Friday, July 01, 2011

Guy Friday--The Detention Club

Yoo, David. The Detention Club.
Peter and Drew are excited about starting middle school. Their fifth grade year ended on an up note, with them emerging as the premier Collectors of Stuff, and since they have spent their summer amassing an enormous amount of mica, they know their popularity will be solid. However, everyone else has grown and matured over the summer, and Peter and Drew are now seen as goofy. There is also the threat of the Sweet brothers. When Peter gets himself sent to detention for one of his increasingly bad ideas, he makes some new allies and starts investigating a rash of threats occurring at school for which he is a prime suspect due to his goofiness. He is also involved in the gifted program's invention convention, and all of these events proceed delightfully to the surprising ending.

Strengths: This was a really good, solid, middle grade humorous book for boys. Reader's of Yee's Warp Speed will find the slightly off-center protagonist to be pitch perfect. I think that most 6th graders start middle school thinking they are cool and perfect, only to discover that no one really is in middle school. Since I have had some bad experiences with Yoo's young adult novels (Girls for Breakfast was one I bought without reading it, only to have some things in it brought to my attention by an embarrassed student-- the book was immediately deaccessioned and sent to the high school!) this was a huge relief! I hope that Yoo writes some more for this age group. Others have taken issue with the cover, but I like it.
Weaknesses: The ending was a little too... pat? Not quite predictable, but somehow an off note.

Gleitzman, Morris. Then.
Sequel to Once, which I somehow missed. After living in an orphanage, ten-year-old Felix rescues a young girl, Zelda, whose parents were Nazis killed by the Polish Resistance. The two jump from a train taking them to a concentration camp and survive, although a companion does not. They approach a town where an the Jewish children in an orphanage have all been killed, are almost taken by a farmer, but fall into the hands of Genia, who doesn't like Jews but hates Nazis worse. She takes care of them, despite the constant danger of being found out. Felix makes an ally in a Nazi youth boy with whom he shares a love of books, but in the end, this is not enough to keep his new "family" safe.

Strengths: This reads quickly, and is full of realistic detail about what it would have been like to survive and escape being in a concentration camp, which many children did. I will definitely have to look at a copy of Once, and will probably buy both.
Weaknesses: Occasionally, there is anachronistic dialogue that was jarring. Zelda says "You're not the boss of me!" to Genia. This doesn't ruin the book, but this bothered me in a historical novel.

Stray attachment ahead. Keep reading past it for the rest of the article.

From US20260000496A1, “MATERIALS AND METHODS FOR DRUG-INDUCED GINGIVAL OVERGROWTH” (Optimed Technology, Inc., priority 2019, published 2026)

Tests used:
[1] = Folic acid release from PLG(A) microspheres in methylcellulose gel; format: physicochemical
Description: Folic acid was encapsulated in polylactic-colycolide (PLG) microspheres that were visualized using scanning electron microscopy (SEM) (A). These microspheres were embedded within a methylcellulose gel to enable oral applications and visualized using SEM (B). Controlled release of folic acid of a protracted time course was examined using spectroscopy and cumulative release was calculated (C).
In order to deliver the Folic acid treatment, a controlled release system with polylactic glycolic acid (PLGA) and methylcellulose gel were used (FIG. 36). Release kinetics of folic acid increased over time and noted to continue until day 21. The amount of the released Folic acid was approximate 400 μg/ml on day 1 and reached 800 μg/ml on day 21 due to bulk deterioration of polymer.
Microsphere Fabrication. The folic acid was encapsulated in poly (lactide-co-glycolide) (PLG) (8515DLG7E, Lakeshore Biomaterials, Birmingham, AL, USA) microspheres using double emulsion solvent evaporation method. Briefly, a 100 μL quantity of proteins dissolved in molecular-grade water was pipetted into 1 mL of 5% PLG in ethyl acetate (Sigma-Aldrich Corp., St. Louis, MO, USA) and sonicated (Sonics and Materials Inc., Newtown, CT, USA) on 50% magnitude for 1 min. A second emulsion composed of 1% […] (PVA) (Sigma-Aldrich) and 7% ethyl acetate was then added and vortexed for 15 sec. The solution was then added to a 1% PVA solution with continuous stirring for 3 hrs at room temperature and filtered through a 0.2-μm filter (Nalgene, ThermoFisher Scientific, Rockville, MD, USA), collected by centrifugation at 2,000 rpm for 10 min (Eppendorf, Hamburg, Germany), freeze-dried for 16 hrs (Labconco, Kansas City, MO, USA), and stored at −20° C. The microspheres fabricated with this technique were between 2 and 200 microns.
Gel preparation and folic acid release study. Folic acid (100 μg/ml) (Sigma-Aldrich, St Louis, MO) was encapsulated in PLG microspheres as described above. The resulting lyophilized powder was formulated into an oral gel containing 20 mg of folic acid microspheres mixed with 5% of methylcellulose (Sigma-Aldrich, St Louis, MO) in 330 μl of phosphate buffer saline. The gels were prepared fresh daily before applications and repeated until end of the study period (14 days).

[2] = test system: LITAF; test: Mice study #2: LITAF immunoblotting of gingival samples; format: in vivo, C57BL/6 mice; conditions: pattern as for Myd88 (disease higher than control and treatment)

Smith, Ann Warren. The Turkey Monster Thanksgiving.
E-ARC received from NetGalley. Published Septemeber 1, 2011.
Katie is okay with the fact that her mother has run off to Nashville to be a singing start while she, her father, and her three-year-old brother make a new family for themselves. When Claire, whose mother died of cancer, starts talking about how families without mothers should act, this upsets Katie. Claire and her father are planning a huge Thanksgiving dinner so "people don't feel sorry for them", and soon Katie wants to do the same thing, although she enjoys having her Thanksgiving pizza in her pajamas. When she invites her teacher, a little by accident, she must make and carry out plans for a dinner that has all of the traditional elements.

Strengths: This was a delightful book centering around one family's strengths and weaknesses. I would have adored all of the planning when I was in third or fourth grade, and there always seems to be a need for holiday books. I wouldn't mind reading about Katie's Christmas.
Weaknesses: Like Eggs Over Evie (which has a cover by the same illustrator, Tuesday Mourning), this seems young for my group, but the other one has actually circulated well. Since I didn't see an actual physical copy of this, I'm curious what it looks like. A possible purchase for my library.

1 comments:

Alex said...

The Detention Club sounds the perfect book for my nephew who is about to go to middle school and may be a little more like the protagonist than he realizes.
I read Once and I am looking forward to Then. Thanks for your review of these books. I particularly like the phrase "anachronistic dialogue." It is something I am finding more and more in historical fiction.

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